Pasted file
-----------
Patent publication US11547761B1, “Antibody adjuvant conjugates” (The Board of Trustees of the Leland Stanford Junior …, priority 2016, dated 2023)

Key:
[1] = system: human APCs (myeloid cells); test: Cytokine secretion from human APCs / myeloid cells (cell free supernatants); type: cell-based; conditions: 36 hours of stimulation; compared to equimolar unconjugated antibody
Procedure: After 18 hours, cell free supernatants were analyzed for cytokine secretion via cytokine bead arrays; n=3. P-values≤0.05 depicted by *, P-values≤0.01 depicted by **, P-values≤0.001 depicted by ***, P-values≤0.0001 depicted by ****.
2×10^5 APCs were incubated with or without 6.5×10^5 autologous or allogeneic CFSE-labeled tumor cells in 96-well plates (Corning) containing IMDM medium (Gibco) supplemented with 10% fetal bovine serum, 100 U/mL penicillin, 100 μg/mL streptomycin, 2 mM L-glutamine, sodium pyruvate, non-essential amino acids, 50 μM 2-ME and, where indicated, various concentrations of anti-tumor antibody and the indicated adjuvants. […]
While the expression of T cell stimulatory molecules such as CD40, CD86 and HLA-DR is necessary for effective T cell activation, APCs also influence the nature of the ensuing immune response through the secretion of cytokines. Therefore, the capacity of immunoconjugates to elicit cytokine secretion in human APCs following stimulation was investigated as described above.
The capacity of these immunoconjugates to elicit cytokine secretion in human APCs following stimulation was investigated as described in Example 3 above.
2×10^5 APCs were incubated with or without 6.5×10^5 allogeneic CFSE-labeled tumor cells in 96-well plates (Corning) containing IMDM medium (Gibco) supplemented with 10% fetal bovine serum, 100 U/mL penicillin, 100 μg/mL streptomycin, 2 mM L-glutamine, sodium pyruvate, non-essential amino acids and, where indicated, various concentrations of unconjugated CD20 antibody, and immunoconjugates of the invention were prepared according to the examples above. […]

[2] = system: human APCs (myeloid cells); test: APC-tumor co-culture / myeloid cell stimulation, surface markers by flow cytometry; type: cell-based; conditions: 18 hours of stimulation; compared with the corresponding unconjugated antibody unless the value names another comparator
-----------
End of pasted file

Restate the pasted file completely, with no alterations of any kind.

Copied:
Patent publication US11547761B1, “Antibody adjuvant conjugates” (The Board of Trustees of the Leland Stanford Junior …, priority 2016, dated 2023)

Key:
[1] = system: human APCs (myeloid cells); test: Cytokine secretion from human APCs / myeloid cells (cell free supernatants); type: cell-based; conditions: 36 hours of stimulation; compared to equimolar unconjugated antibody
Procedure: After 18 hours, cell free supernatants were analyzed for cytokine secretion via cytokine bead arrays; n=3. P-values≤0.05 depicted by *, P-values≤0.01 depicted by **, P-values≤0.001 depicted by ***, P-values≤0.0001 depicted by ****.
2×10^5 APCs were incubated with or without 6.5×10^5 autologous or allogeneic CFSE-labeled tumor cells in 96-well plates (Corning) containing IMDM medium (Gibco) supplemented with 10% fetal bovine serum, 100 U/mL penicillin, 100 μg/mL streptomycin, 2 mM L-glutamine, sodium pyruvate, non-essential amino acids, 50 μM 2-ME and, where indicated, various concentrations of anti-tumor antibody and the indicated adjuvants. […]
While the expression of T cell stimulatory molecules such as CD40, CD86 and HLA-DR is necessary for effective T cell activation, APCs also influence the nature of the ensuing immune response through the secretion of cytokines. Therefore, the capacity of immunoconjugates to elicit cytokine secretion in human APCs following stimulation was investigated as described above.
The capacity of these immunoconjugates to elicit cytokine secretion in human APCs following stimulation was investigated as described in Example 3 above.
2×10^5 APCs were incubated with or without 6.5×10^5 allogeneic CFSE-labeled tumor cells in 96-well plates (Corning) containing IMDM medium (Gibco) supplemented with 10% fetal bovine serum, 100 U/mL penicillin, 100 μg/mL streptomycin, 2 mM L-glutamine, sodium pyruvate, non-essential amino acids and, where indicated, various concentrations of unconjugated CD20 antibody, and immunoconjugates of the invention were prepared according to the examples above. […]

[2] = system: human APCs (myeloid cells); test: APC-tumor co-culture / myeloid cell stimulation, surface markers by flow cytometry; type: cell-based; conditions: 18 hours of stimulation; compared with the corresponding unconjugated antibody unless the value names another comparator